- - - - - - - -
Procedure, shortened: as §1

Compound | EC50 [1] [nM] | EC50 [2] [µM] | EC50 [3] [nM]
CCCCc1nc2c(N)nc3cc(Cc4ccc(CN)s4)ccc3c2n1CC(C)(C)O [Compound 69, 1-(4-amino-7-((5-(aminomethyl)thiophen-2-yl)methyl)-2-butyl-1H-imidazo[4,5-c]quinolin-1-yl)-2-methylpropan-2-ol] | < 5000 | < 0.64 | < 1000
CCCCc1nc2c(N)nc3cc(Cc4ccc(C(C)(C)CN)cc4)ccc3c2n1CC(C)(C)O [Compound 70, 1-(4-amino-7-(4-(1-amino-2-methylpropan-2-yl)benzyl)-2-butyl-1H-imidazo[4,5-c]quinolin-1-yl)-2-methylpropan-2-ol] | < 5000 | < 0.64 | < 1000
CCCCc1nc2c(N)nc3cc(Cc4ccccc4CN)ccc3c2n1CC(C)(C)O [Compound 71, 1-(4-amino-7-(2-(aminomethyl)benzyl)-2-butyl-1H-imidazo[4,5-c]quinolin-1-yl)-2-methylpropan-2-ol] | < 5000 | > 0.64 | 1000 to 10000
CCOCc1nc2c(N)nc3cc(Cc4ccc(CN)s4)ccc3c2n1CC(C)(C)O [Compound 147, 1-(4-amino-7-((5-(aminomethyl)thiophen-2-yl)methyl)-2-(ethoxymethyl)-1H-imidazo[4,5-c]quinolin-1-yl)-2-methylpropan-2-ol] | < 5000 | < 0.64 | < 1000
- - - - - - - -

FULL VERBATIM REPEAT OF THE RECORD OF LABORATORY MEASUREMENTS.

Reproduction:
Procedure, shortened: as §1

Compound | EC50 [1] [nM] | EC50 [2] [µM] | EC50 [3] [nM]
CCCCc1nc2c(N)nc3cc(Cc4ccc(CN)s4)ccc3c2n1CC(C)(C)O [Compound 69, 1-(4-amino-7-((5-(aminomethyl)thiophen-2-yl)methyl)-2-butyl-1H-imidazo[4,5-c]quinolin-1-yl)-2-methylpropan-2-ol] | < 5000 | < 0.64 | < 1000
CCCCc1nc2c(N)nc3cc(Cc4ccc(C(C)(C)CN)cc4)ccc3c2n1CC(C)(C)O [Compound 70, 1-(4-amino-7-(4-(1-amino-2-methylpropan-2-yl)benzyl)-2-butyl-1H-imidazo[4,5-c]quinolin-1-yl)-2-methylpropan-2-ol] | < 5000 | < 0.64 | < 1000
CCCCc1nc2c(N)nc3cc(Cc4ccccc4CN)ccc3c2n1CC(C)(C)O [Compound 71, 1-(4-amino-7-(2-(aminomethyl)benzyl)-2-butyl-1H-imidazo[4,5-c]quinolin-1-yl)-2-methylpropan-2-ol] | < 5000 | > 0.64 | 1000 to 10000
CCOCc1nc2c(N)nc3cc(Cc4ccc(CN)s4)ccc3c2n1CC(C)(C)O [Compound 147, 1-(4-amino-7-((5-(aminomethyl)thiophen-2-yl)methyl)-2-(ethoxymethyl)-1H-imidazo[4,5-c]quinolin-1-yl)-2-methylpropan-2-ol] | < 5000 | < 0.64 | < 1000